Reference : Novel Methods for Multi-Shape Analysis
Dissertations and theses : Doctoral thesis
Engineering, computing & technology : Computer science
Novel Methods for Multi-Shape Analysis
Bernard, Florian mailto [University of Luxembourg > Luxembourg Centre for Systems Biomedicine (LCSB) > >]
University of Luxembourg, ​​Luxembourg
Docteur en Biologie
[en] shape analysis ; transformation synchronisation
[en] Multi-shape analysis has the objective to recognise, classify, or quantify morphological patterns or regularities within a set of shapes of a particular object class in order to better understand the object class of interest. One important aspect of multi-shape analysis are Statistical Shape Models (SSMs), where a collection of shapes is analysed and modelled within a statistical framework. SSMs can be used as (statistical) prior that describes which shapes are more likely and which shapes are less likely to be plausible instances of the object class of interest. Assuming that the object class of interest is known, such a prior can for example be used in order to reconstruct a three-dimensional surface from only a few known surface points. One relevant application of this surface reconstruction is 3D image segmentation in medical imaging, where the anatomical structure of interest is known a-priori and the surface points are obtained (either automatically or manually) from images. Frequently, Point Distribution Models (PDMs) are used to represent the distribution of shapes, where each shape is discretised and represented as labelled point set. With that, a shape can be interpreted as an element of a vector space, the so-called shape space, and the shape distribution in shape space can be estimated from a collection of given shape samples. One crucial aspect for the creation of PDMs that is tackled in this thesis is how to establish (bijective) correspondences across the collection of training shapes. Evaluated on brain shapes, the proposed method results in an improved model quality compared to existing approaches whilst at the same time being superior with respect to runtime. The second aspect considered in this work is how to learn a low-dimensional subspace of the shape space that is close to the training shapes, where all factors spanning this subspace have local support. Compared to previous work, the proposed method models the local support regions implicitly, such that no initialisation of the size and location of these regions is necessary, which is advantageous in scenarios where this information is not available. The third topic covered in this thesis is how to use an SSM in order to reconstruct a surface from only few surface points. By using a Gaussian Mixture Model (GMM) with anisotropic covariance matrices, which are oriented according to the surface normals, a more surface-oriented fitting is achieved compared to a purely point-based fitting when using the common Iterative Closest Point (ICP) algorithm. In comparison to ICP we find that the GMM-based approach gives superior accuracy and robustness on sparse data. Furthermore, this work covers the transformation synchronisation method, which is a procedure for removing noise that accounts for transitive inconsistency in the set of pairwise linear transformations. One interesting application of this methodology that is relevant in the context of multi-shape analysis is to solve the multi-alignment problem in an unbiased/reference-free manner. Moreover, by introducing an improvement of the numerical stability, the methodology can be used to solve the (affine) multi-image registration problem from pairwise registrations. Compared to reference-based multi-image registration, the proposed approach leads to an improved registration accuracy and is unbiased/reference-free, which makes it ideal for statistical analyses.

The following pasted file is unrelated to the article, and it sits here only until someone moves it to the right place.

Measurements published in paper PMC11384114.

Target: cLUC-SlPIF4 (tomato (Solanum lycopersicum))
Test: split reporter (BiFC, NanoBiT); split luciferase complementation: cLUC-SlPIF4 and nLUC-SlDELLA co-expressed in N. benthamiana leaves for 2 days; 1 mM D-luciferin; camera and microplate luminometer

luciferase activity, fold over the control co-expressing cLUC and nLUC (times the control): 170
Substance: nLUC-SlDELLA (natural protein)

Luxembourg Centre for Systems Biomedicine (LCSB): Systems Control (Goncalves Group)
Fonds National de la Recherche - FnR
AFR 6538106

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